Why and to what extent have the Judiciary and the government come into conflict in recent years?
Why and to what extent have judges come into conflict with the government in recent years?
There has, in recent years, been a number of conflicts between judiciary and government. This has been due to three factors; the increasing liberalism of the judges (and perhaps of the public also), causing them to place emphasis on civil liberties and human rights and challenge government when it has been seen to threaten them (culture change), the creation of the Human Rights Act may have strengthened the tools available to the judiciary to challenge government, and a possible trend toward greater authoritarianism by government (although government would tend to argue that it has faced peculiar challenges, notable that of terrorism, which has, in turn, necessitated the creation of legislation that has caused problems with the judiciary).
Under the old ‘Westminster model’ of government, the judiciary knew its place. It was subordinate to the power of Parliament and particularly, the executive. In recent years a number of developments have led to growing judicial confidence and activism. This has sometimes brought them into conflict with the government. This conflict is often based on different constitutional preferences. A number of ministers have felt that parliamentary sovereignty is coming under threat. This sovereignty is based, in their eyes, on the responsibility they have to balance rights and responsibilities, and the direct line of legitimacy they possess in relation to the public. Judges in turn have become more robust. They suggest, much more forcefully now, that liberal democracy is (at least the liberal part) about limited government and checks and balances. Their role therefore is to protect civil liberties and to challenge governments when they threaten them, even if this goes against the will of the majority.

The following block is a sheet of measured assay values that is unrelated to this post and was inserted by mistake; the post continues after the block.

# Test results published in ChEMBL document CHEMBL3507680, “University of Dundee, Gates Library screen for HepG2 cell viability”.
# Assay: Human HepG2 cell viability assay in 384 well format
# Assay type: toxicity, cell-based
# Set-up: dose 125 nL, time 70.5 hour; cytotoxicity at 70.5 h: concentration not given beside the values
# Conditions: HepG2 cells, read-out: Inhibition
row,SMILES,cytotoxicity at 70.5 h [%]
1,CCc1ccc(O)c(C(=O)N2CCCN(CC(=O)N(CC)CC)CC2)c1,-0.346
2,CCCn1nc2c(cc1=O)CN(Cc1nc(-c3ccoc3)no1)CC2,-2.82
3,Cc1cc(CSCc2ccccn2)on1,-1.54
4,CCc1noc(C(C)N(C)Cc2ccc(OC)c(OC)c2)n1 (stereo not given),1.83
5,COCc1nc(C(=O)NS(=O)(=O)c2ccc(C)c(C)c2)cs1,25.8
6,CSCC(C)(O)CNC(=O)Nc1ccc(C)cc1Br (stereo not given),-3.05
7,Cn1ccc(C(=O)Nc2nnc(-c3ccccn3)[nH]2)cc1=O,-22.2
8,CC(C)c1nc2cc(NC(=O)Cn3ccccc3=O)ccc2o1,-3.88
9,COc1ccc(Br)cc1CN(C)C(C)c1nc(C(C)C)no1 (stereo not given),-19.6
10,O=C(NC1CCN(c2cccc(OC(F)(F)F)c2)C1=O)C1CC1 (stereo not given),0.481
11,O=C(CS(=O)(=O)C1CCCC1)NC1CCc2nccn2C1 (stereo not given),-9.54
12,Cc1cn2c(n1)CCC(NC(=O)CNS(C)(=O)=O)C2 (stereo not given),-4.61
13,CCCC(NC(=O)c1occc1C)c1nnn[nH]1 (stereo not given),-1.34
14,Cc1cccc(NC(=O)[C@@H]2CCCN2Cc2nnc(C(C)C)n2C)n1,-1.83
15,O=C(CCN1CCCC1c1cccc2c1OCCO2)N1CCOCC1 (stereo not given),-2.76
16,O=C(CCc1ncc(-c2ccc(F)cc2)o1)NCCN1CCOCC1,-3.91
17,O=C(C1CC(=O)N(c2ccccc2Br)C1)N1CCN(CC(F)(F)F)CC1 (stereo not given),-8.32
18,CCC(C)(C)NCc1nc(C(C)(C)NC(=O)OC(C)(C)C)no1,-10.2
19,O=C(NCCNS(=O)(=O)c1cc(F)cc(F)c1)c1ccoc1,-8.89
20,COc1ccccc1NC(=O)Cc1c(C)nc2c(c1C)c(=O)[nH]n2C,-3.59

Traditionally the rule of law, one of the centrepieces of the UK constitution, was intended to act as a check on government. But in the UK constitution parliamentary sovereignty has, in practice, been a higher principle. That is, it is left up to parliament to create law – it can make, unmake and amend any law. It seemed to be an article of faith that parliament would never create laws that threatened civil liberties. Vernon Bogdanor suggests that it never occurred to commentators on the constitution such as Dicey that governments in the UK might do such a thing.
This faith in parliament and in the ‘decency’ of government is seen as being rather quaint now. Before, during and after the 2nd World War though there was a sense that the British system prevented the abuses to civil liberties that took place in Germany and elsewhere. Much of this faith could be put down to a superiority complex – the sense that the British system was the envy of the world, and that others sought to copy it. Gradually though throughout the post war period this faith dissipated.
There was a gradual culture shift among the judiciary. They became rather more liberal in outlook, likely to see rights as being absolute and unconditional, and to view themselves as being an important check on the dominance of the executive. There was a culture shift in the country also. People became much more willing to challenge public authority.